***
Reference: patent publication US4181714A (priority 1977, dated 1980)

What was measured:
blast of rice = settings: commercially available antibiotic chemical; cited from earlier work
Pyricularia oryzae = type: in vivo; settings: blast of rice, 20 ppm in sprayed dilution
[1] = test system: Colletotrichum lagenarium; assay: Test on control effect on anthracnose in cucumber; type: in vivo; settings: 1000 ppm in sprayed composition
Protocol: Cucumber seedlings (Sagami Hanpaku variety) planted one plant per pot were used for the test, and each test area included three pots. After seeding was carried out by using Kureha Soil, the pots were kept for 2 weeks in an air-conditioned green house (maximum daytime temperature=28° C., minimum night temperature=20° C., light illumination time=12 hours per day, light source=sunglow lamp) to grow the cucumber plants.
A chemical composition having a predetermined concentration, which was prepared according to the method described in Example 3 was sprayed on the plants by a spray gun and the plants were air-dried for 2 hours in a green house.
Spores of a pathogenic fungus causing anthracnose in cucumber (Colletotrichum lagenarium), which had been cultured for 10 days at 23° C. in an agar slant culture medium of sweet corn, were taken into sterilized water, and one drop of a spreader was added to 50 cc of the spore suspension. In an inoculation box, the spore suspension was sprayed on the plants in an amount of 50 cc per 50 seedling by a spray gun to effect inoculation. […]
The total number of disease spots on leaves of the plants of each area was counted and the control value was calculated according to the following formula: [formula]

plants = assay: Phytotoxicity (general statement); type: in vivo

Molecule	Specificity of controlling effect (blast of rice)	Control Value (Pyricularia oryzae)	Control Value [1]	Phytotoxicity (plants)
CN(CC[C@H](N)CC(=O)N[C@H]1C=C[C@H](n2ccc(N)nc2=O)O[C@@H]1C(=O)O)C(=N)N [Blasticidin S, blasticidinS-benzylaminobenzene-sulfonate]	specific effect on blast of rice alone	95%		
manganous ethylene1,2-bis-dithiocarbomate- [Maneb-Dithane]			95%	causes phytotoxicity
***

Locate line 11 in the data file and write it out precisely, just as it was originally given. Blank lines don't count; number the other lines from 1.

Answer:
Molecule	Specificity of controlling effect (blast of rice)	Control Value (Pyricularia oryzae)	Control Value [1]	Phytotoxicity (plants)